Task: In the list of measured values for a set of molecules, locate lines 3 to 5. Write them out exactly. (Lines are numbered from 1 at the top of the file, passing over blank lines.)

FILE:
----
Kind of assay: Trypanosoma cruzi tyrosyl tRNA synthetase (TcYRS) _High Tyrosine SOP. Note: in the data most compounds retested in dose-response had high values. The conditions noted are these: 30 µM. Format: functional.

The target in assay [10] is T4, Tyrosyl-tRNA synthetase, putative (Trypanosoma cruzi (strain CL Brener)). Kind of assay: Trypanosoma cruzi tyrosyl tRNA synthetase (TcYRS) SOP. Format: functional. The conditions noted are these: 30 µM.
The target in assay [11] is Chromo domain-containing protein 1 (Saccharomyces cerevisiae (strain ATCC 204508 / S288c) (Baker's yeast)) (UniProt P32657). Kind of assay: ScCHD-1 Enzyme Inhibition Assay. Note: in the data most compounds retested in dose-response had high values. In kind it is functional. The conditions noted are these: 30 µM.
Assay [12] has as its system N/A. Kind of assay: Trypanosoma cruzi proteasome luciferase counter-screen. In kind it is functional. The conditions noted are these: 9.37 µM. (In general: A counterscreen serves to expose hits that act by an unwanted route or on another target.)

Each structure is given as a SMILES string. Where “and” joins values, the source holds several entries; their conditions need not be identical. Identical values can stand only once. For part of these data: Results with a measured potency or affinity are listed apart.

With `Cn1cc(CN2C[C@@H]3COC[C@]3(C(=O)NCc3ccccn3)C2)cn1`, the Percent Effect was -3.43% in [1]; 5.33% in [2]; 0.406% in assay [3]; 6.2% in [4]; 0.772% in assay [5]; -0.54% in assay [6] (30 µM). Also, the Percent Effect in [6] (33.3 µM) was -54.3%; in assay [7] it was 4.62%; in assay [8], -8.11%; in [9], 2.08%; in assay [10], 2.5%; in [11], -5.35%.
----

The target in assay [11] is Chromo domain-containing protein 1 (Saccharomyces cerevisiae (strain ATCC 204508 / S288c) (Baker's yeast)) (UniProt P32657). Kind of assay: ScCHD-1 Enzyme Inhibition Assay. Note: in the data most compounds retested in dose-response had high values. In kind it is functional. The conditions noted are these: 30 µM.
Assay [12] has as its system N/A. Kind of assay: Trypanosoma cruzi proteasome luciferase counter-screen. In kind it is functional. The conditions noted are these: 9.37 µM. (In general: A counterscreen serves to expose hits that act by an unwanted route or on another target.)

Each structure is given as a SMILES string. Where “and” joins values, the source holds several entries; their conditions need not be identical. Identical values can stand only once. For part of these data: Results with a measured potency or affinity are listed apart.